• 13. Implications for counsellors and areas for future study Because of the complex nature of bullying and the contribution of a vast array of systemic factors, it is important for guidance counsellors to consider such factors when handling bullying in schools. Guidance counsellors can have an impact on many of these areas, such as peer influences, school climate and parenting. Some guidance counsellors have skills and training in areas (e.g. conflict resolution, anger management, parent skills, school-wide intervention) that can have an impact on many of the factors that mitigate bullying. Guidance counsellors play a critical role in the prevention and resolution of bullying in schools. Through the delivery of preventative programmes and conflict resolution, guidance counsellors help students resolve conflicts and develop respectful relationships. School guidance counsellors can teach lessons about the types of bullying and how to ask adults for help if pupils are being bullied. Bullies and victims can benefit from supportive counselling (Clarke & Kiselica, 1997) and guidance counsellors can provide these services. The research shows that the best outcomes from anti-bullying programmes tend to be obtained in schools that have the strongest commitment to the programme and typically have a staff member coordinating the programme under strong adminis- trative support. As stated previously, one of the goals of the school guidance programme is to promote preventative programmes on a school-wide basis on topics such as violence prevention and bullying. Given the guidance counsellor’s role in the support of the school guidance programme, bullying prevention and programming is one of the many social and developmental areas where guidance counsellor expertise is essential. In preparation for such roles, counsellor education should include bullying prevention and intervention training. Dual role There is a long-standing literature on the dual roles counsellors may face in the context of a school system (e.g. Law, 1978, 1979). By virtue of the work environment, school counsellors may face ethical dilemmas because of the multiple roles they play and the inherent conflicts in these roles (Remley & Herlihy, 2005). In small schools, the student population does not warrant the appointment of a full-time guidance counsellor, so it is common for guidance counsellors to have teaching duties in these settings. Similarly, in rural settings, it may be difficult for counsellors to avoid the dual role of counsellor/administrator. In the current study, 22% of participants indicated that they had teaching duties and 55% indicated that they worked in a rural setting. As a teacher/counsellor or administrator/counsellor, such professionals may have to act as disciplinarians (e.g. giving detentions) and evaluators (e.g. giving grades on course work). Such responsibilities can create a power differential between counsellor and client/student (Kitchener & Harding, 1990). Power differentials along with incompatible expectations and divergent responsibilities are the factors used to determine the risk of harm in a dual relationship (Kitchener & Harding, 1990). According to role theory, conflict occurs when the expectations associated with one role require the person to act in a way that is incompatible with the other role (Kitchener, 1988). It is not difficult to comprehend the negative effect that a power differential or role conflict can have on the establishment of a therapeutic relationship between counsellor and student. British Journal of Guidance & Counselling 95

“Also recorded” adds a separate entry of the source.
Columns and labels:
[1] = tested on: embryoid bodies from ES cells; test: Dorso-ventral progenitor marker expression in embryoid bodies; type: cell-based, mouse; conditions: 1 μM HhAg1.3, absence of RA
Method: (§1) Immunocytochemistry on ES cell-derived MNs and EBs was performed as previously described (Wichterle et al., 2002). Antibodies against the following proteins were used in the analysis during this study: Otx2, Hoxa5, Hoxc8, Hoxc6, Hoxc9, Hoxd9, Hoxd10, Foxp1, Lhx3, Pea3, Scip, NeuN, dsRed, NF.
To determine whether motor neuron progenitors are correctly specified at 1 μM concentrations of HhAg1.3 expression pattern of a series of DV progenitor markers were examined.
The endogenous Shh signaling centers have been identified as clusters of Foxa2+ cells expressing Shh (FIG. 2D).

• 14. Given the reality of small, rural schools in Newfoundland and Labrador and the budgetary constraints they face, guidance counsellors will probably continue to find themselves in such dual roles. Although such roles present significant ethical challenges, they are a reality, and counsellors need to be prepared to ethically practise within such dual roles. This realisation should begin during counsellor education whereby counsellors should be taught not only to consider avoidance as a strategy, but also how to ethically practise while in a dual role. Professional counselling associations often provide ethical decision-making models to aid counsellors who may be facing an ethical dilemma involving dual roles. In addition, consultation with fellow colleagues is a highly useful strategy to get advice on how to counteract role conflicts. Given the strong endorsement of the discipline the bully scale, the implications for counsellors in dual roles such as counsellor/teacher and counsellor/administrator is worthy of future study. Conclusions The current study focused on how guidance counsellors would report handling a specific incident of verbal-relational bullying. Participants were unlikely to ignore the incident and most likely to enlist other adults and discipline the bully. The guidance counsellor’s role in bullying prevention and programming, coupled with the ethical guidelines they follow, make ignore the incident an unlikely strategy. In the current study, the presence of a school bullying programme or prevention/ intervention training was not associated with how guidance counsellors responded to bullying. These findings were in contrast to related research. Guidance counsellors’ responses to bullying situations are probably influenced by a complex array of factors, including school policies, programmes and training, along with other systemic factors. Thus, guidance counsellor training and supervision in the prevention of, and intervention into, school bullying is important, but only part of the solution for addressing this complex problem. Guidance counsellors play a critical role in the prevention and remediation of bullying in schools. Guidance counsellors, along with teachers and administrators, have the potential to create a school climate conducive to safety. Acknowledgements The authors of this study would like to acknowledge and thank Dr. Sheri Bauman for permission to use the HBQ and her helpful guidance during this research. Notes on contributors Michleen Power-Elliott is a graduate student in the Counselling Psychology programme at Memorial University of Newfoundland. She has been teaching in the province since 2002. She has a keen interest in bullying intervention and prevention and has been actively involved in bullying prevention at various levels of the school system. Greg Harris is an Associate Professor (Counselling Psychology) at Memorial University and a Registered Psychologist in the province of Newfoundland and Labrador. 96 M. Power-Elliott and G.E. Harris